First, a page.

A local expert on drug regulation, Cynthia Kirk, has won a nearly $4 million award for pointing out potential violations by a California pharmaceutical company in its marketing of ChloraPrep, an antiseptic drug developed by a Leawood company.
Her award under the False Claims Act whistleblower law is part of a $40.1 million payment the company, CareFusion, has made in a final settlement announced Thursday by the Department of Justice.
CareFusion faced two separate allegations — that it improperly marketed the drug for “off-label” uses not approved by the Food and Drug Administration and that it paid and concealed kickbacks to a physician who could influence standards for the drug’s use.
Kirk, who holds a doctorate in pharmaceutical sciences and is certified by the Regulatory Affairs Professionals Society, formerly worked for a business unit of CareFusion in its Leawood office as vice president of regulatory affairs.
An attorney for Kirk, Carrie Brous of the Brous Horn firm in Overland Park, said Kirk had alleged that CareFusion misused federal and state funds by marketing ChloraPrep off-label to doctors. As a result, the claims for the off-label uses were submitted to Medicare, Medicaid, Veterans Affairs and other health programs.
“Although doctors can use medications on patients during surgeries and for injections in ways not approved by the FDA,” Brous said, “it is illegal for pharmaceutical companies to market their drugs to doctors for any uses that are unapproved, or off-label uses.”
Brous said Kirk’s award was a reward for offering the information that resulted in the off-label portion of the settlement. Such whistleblower settlements are rare, especially those of this size, Brous said.
The Justice Department, in a news release, said CareFusion or its predecessor company also allegedly paid a physician to promote sales of ChloraPrep in 2008 in violation of the Federal Anti-Kickback Statute. The physician was a co-chair of a committee for the nonprofit National Quality Forum, which “endorses and recommends standardized health care performance measures and practices,” according to the Justice Department.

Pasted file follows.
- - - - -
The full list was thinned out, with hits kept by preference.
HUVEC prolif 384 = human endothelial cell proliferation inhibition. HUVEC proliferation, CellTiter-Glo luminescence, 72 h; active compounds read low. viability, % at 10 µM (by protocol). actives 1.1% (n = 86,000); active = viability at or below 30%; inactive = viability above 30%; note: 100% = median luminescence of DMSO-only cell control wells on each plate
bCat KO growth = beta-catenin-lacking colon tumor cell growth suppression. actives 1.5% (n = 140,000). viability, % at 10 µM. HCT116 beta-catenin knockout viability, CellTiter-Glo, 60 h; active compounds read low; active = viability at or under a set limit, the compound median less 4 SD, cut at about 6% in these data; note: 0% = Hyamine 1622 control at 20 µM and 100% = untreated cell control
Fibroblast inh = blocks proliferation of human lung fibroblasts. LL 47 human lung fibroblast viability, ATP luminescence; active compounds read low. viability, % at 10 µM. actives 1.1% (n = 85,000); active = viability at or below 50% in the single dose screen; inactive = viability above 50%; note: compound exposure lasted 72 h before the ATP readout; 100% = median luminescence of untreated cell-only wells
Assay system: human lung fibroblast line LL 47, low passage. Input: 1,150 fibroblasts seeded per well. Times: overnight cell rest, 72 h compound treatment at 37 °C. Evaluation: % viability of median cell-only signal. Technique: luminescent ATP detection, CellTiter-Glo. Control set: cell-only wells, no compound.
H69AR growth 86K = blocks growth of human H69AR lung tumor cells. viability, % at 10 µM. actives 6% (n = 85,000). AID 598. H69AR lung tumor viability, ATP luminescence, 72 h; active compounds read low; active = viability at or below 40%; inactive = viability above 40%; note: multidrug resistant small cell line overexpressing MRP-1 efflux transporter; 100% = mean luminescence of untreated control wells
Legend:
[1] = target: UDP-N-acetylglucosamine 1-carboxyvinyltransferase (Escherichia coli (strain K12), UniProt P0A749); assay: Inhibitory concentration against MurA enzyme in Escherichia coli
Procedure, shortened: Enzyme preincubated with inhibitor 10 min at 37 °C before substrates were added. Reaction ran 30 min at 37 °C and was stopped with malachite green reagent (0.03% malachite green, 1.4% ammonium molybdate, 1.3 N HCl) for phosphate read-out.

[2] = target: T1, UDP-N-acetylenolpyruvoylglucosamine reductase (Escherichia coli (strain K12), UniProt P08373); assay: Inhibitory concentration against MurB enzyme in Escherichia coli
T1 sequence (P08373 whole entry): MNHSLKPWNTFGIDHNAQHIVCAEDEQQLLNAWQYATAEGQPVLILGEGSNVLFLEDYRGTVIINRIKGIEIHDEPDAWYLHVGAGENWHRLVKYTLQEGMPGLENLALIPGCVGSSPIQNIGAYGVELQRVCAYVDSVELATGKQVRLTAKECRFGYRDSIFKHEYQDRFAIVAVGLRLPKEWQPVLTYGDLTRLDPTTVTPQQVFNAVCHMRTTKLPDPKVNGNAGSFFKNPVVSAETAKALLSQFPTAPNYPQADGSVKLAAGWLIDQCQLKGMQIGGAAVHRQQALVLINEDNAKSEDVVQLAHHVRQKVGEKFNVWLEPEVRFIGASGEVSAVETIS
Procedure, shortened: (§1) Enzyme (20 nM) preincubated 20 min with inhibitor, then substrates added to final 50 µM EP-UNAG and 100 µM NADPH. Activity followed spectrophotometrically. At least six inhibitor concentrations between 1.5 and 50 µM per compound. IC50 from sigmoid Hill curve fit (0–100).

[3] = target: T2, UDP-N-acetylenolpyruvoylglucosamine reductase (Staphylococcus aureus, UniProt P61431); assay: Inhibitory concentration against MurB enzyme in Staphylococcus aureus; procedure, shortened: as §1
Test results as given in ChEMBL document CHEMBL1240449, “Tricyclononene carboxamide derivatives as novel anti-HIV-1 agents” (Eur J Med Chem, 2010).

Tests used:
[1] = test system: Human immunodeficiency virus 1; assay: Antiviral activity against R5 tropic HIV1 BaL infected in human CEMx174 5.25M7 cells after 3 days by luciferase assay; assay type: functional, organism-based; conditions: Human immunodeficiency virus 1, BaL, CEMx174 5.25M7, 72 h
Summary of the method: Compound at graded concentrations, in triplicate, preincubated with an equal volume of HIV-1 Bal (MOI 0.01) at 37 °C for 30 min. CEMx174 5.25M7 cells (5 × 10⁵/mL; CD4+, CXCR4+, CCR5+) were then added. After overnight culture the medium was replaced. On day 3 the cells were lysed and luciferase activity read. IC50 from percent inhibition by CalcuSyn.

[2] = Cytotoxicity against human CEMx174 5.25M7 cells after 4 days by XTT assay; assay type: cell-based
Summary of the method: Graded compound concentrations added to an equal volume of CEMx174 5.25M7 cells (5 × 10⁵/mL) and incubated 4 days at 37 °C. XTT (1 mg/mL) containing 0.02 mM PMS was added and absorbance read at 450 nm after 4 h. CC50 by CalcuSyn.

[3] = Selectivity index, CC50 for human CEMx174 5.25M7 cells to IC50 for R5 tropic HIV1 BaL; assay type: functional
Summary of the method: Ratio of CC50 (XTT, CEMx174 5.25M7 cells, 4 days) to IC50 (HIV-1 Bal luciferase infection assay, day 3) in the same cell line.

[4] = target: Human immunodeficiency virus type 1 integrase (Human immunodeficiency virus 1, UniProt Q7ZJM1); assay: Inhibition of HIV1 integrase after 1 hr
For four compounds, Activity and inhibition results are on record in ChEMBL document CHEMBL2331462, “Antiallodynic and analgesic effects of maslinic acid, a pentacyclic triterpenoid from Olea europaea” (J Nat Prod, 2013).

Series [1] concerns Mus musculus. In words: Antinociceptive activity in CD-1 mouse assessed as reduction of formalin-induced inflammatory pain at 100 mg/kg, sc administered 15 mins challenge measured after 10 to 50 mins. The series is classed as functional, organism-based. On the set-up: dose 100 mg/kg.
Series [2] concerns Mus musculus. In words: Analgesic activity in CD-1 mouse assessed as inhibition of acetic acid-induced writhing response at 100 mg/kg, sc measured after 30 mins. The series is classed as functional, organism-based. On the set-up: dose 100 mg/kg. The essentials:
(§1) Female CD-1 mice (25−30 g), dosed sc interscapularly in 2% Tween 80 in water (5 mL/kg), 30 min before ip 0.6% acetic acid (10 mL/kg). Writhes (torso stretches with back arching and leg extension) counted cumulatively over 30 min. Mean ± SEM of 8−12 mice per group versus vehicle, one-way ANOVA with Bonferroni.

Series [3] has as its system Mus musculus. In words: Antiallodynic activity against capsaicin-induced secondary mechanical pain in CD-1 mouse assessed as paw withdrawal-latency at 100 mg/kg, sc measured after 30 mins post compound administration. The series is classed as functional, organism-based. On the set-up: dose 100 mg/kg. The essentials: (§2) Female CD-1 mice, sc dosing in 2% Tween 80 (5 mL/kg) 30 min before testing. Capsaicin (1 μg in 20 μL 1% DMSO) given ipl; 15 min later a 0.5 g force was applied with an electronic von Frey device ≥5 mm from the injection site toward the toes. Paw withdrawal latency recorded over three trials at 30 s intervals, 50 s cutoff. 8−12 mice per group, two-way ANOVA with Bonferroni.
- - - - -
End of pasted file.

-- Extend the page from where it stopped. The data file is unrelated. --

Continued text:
“When companies pay kickbacks to doctors, especially doctors involved in setting standards for the health care industry, they undermine the integrity of the health care system,” said Stuary F. Delery, an assistant U.S. attorney general.
The settlement, under which CareFusion avoids any prosecution, was worked out in principle last year. The final settlement in U.S. District Court in Kansas City, Kan., was announced Thursday.
In a statement, CareFusion chairman and CEO Kieran Gallahue said: “We are pleased to resolve this matter and are confident we have strong practices, processes and controls in place. We have made significant investments during the past several years to improve our quality and compliance systems, including our sales and marketing practices.”
ChloraPrep, which is chlorhexidine-based, won FDA approval in 2000 for some uses and was hailed as an improvement on iodine-based skin preparations for killing bacteria before surgeries and injections. Its maker, Medi-Flex, was based in Leawood but eventually changed its name to Enturia and was sold to Cardinal Health, a national health care conglomerate. Cardinal Health formed CareFusion, based in San Diego, by spinning off its division that sold ChloraPrep.